Before starting a new exercise routine, be sure to talk to your doctor about any health conditions or concerns you may have.

5. Lose weight, if needed

For people with overweight, losing even 5–10% of body weight may help to lower blood pressure.

However, not everyone needs to lose weight. If your weight falls within a moderate range, losing weight may not be necessary. Talk to your doctor to discuss whether it’s appropriate for you.

At ZOE, we don’t believe in restrictive dieting. The ZOE program helps you find the best foods for your unique body and overall health, which may lead to natural weight loss.

Unpublished research shows that people who closely followed their personalized ZOE nutrition program for 3 months lost an average of 9.4 pounds, while 82% said they had more energy and felt less hungry.

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6. Stop smoking

Smoking cigarettes can lead to a number of serious health conditions, including cancer, heart disease, stroke, and type 2 diabetes. 

Smoking can also increase your blood pressure. As the nicotine from a cigarette enters your bloodstream, adrenaline is released, causing a rise in heart rate, breathing, and blood pressure. 

The long-term effect of smoking on blood pressure is more complex. A direct link between smoking and higher blood pressure has not been established. But experts believe that smoking causes narrowing of the arteries and the walls of arteries to become stiffer, which leads to poor cardiovascular health.  

A recent study found that people who smoke and have high blood pressure may see a significant improvement after quitting.

7.  Manage your stress

Scientists are still looking into the links between stress and blood pressure. However, stress can contribute to risk factors associated with high blood pressure, like drinking too much or eating an unhealthy diet.

There is some evidence that meditation techniques and mindfulness activities may help people cope with stress and lower blood pressure.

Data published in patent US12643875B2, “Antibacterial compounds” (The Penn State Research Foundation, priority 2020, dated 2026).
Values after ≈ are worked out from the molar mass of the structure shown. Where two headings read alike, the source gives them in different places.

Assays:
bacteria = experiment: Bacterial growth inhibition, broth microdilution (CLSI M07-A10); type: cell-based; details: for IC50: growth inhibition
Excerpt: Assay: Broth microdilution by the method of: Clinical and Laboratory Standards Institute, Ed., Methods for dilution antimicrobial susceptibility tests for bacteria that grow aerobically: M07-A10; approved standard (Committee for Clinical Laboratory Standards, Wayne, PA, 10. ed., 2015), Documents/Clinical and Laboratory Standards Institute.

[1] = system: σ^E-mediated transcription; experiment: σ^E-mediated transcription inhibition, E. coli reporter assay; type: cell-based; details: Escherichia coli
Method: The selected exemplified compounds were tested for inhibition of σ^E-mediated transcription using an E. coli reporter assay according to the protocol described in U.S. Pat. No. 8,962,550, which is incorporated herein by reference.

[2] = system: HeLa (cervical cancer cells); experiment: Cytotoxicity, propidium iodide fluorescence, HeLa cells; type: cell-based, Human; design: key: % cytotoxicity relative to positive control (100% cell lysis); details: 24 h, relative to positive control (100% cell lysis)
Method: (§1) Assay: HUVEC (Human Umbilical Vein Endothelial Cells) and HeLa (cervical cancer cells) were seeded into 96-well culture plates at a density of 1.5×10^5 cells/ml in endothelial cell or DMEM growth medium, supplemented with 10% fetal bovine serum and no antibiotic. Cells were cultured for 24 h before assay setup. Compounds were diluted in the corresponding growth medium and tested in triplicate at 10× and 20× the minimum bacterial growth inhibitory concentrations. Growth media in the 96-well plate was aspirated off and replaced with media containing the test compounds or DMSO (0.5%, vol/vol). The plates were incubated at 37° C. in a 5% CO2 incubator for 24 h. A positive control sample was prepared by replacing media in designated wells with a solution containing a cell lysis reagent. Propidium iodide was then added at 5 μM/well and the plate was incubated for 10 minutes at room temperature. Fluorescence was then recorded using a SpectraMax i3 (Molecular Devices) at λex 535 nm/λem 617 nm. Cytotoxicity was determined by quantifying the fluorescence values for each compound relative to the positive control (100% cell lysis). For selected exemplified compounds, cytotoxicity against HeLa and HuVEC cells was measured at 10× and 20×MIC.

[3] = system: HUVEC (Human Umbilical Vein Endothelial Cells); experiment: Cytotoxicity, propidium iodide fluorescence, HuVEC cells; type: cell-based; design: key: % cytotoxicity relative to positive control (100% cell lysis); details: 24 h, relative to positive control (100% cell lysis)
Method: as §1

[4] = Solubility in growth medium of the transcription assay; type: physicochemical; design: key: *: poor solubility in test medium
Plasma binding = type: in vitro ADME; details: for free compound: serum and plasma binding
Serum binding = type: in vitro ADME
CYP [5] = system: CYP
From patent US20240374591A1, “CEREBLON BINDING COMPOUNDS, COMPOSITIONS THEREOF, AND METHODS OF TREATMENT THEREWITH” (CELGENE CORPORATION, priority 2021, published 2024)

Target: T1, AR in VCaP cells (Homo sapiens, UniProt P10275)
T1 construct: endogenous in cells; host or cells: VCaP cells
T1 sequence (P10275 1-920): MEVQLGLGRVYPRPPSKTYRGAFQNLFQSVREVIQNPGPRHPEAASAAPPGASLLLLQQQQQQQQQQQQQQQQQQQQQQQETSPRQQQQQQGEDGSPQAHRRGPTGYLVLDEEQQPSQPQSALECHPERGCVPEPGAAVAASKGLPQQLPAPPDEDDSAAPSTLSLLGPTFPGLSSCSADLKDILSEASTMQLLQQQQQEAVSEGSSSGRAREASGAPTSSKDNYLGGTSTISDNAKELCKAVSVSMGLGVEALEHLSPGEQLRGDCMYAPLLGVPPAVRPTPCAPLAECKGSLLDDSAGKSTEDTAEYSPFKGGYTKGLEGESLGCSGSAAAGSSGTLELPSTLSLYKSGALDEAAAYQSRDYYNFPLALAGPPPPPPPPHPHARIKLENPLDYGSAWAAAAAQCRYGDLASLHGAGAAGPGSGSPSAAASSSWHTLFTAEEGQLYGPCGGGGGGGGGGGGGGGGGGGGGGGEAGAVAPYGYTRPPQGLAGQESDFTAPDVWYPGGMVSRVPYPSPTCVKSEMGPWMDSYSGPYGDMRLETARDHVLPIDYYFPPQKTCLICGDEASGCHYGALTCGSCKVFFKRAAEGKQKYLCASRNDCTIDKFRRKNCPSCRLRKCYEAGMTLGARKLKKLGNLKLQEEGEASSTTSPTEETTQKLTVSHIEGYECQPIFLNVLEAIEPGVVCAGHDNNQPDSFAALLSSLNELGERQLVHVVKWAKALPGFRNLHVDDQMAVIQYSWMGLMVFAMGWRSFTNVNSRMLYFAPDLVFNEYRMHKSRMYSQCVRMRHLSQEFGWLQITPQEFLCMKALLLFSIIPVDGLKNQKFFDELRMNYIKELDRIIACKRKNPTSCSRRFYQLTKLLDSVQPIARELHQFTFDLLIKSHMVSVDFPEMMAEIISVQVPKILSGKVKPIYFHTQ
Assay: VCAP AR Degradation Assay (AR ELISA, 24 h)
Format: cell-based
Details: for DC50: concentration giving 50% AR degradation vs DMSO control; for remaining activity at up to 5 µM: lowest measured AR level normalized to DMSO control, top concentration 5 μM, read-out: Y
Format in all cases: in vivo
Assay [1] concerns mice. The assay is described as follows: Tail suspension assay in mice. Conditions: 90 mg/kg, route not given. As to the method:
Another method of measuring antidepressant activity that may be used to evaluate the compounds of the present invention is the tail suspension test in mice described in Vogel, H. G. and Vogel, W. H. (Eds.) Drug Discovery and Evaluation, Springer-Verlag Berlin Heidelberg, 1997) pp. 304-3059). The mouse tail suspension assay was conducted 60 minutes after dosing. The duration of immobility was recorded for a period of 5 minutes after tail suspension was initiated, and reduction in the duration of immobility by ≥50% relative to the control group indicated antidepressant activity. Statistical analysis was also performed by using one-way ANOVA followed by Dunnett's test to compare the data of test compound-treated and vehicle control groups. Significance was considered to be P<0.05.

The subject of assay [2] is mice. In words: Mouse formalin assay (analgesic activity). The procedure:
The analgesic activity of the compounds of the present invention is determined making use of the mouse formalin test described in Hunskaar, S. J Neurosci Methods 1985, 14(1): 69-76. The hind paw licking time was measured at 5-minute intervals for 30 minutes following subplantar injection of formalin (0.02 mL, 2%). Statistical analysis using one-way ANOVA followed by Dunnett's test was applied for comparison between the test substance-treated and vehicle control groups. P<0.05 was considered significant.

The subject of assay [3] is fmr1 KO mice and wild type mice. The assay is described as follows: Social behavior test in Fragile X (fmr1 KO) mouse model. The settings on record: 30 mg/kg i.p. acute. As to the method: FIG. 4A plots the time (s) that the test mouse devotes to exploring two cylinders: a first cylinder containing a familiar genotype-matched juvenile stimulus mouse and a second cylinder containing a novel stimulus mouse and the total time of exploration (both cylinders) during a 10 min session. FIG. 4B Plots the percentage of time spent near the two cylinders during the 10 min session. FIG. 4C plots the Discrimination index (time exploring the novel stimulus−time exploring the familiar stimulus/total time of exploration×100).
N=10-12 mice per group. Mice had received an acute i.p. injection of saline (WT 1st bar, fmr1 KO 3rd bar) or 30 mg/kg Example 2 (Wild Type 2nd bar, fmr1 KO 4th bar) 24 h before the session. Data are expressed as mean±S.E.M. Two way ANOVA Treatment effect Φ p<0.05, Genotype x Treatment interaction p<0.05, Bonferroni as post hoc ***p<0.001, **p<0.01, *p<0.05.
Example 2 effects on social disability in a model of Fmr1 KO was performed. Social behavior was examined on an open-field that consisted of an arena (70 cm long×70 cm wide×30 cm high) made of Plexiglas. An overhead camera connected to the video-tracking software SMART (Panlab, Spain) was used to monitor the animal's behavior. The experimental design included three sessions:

One review of studies found that meditation and breathing exercises were the most effective of these approaches in lowering blood pressure, although they were less successful than improvements to diet or increased exercise.

More research is needed to look at the possible benefits of these techniques to lowering blood pressure.

8. Get enough sleep

Getting enough sleep is vital for your overall health, including your blood pressure. The amount of sleep you need changes with age, but most adults should aim for at least 7 hours each night.

Adequate sleep gives your body time to rest and naturally lowers your blood pressure. Not getting enough sleep can interfere with this process and keep your blood pressure higher for longer.

9. Cut down on alcohol

Drinking too much alcohol can raise your blood pressure. The American Heart Association recommend that women consume no more than one standard drink a day and that men consume no more than two. 

Research also suggests that if you currently drink more than a moderate amount of alcohol, cutting down can lower your blood pressure

And, of course, drinking too much comes with a whole host of other health risks, so cutting down is beneficial for your overall health.

Summary

High blood pressure, or hypertension, is a common health condition, affecting millions of people worldwide. It’s associated with an increased risk of illnesses including heart disease, stroke, and kidney disease.

Many treatment plans include medication to lower blood pressure, but there are also a number of changes you can make to help improve your blood pressure naturally.

Doing more exercise, quitting smoking, cutting down on salt and alcohol, and finding ways to manage stress are all good for your overall health and may be effective in lowering blood pressure.

Eating a healthy diet based on fruit and vegetables, whole grains, and lean protein, is a particularly effective way of lowering blood pressure, and it can contribute to better gut health, too. 

Speak with your doctor about high blood pressure and before making any changes to your regular medication.

At ZOE, we know that nutrition is personal. With the ZOE program, you can find the best foods for your body.

Take our free quiz to find out more.

Sources

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Cigarettes and other tobacco products drug facts. (2021). https://nida.nih.gov/publications/drugfacts/cigarettes-other-tobacco-products

Effects of the dietary approach to stop hypertension (DASH) diet on cardiovascular risk factors: a systematic review and meta-analysis. The British Journal of Nutrition. (2014). https://pubmed.ncbi.nlm.nih.gov/25430608/

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Nutraceuticals with clinically detectable blood pressure-lowering effect: a review of available randomized clinical trials and their meta-analyses. British Journal of Clinical Pharmacology. (2016). https://www.ncbi.nlm.nih.gov/pmc/articles/PMC5338151/

The effect of a reduction in alcohol consumption on blood pressure: a systematic review and meta-analysis. The Lancet Public Health. (2017). https://www.sciencedirect.com/science/article/pii/S2468266717300038 

The role of smoking cessation programs in lowering blood pressure: a retrospective cohort study. Tobacco Induced Diseases. (2021). http://www.tobaccoinduceddiseases.org/The-role-of-smoking-cessation-programs-in-lowering-blood-npressure-A-retrospective,142664,0,2.html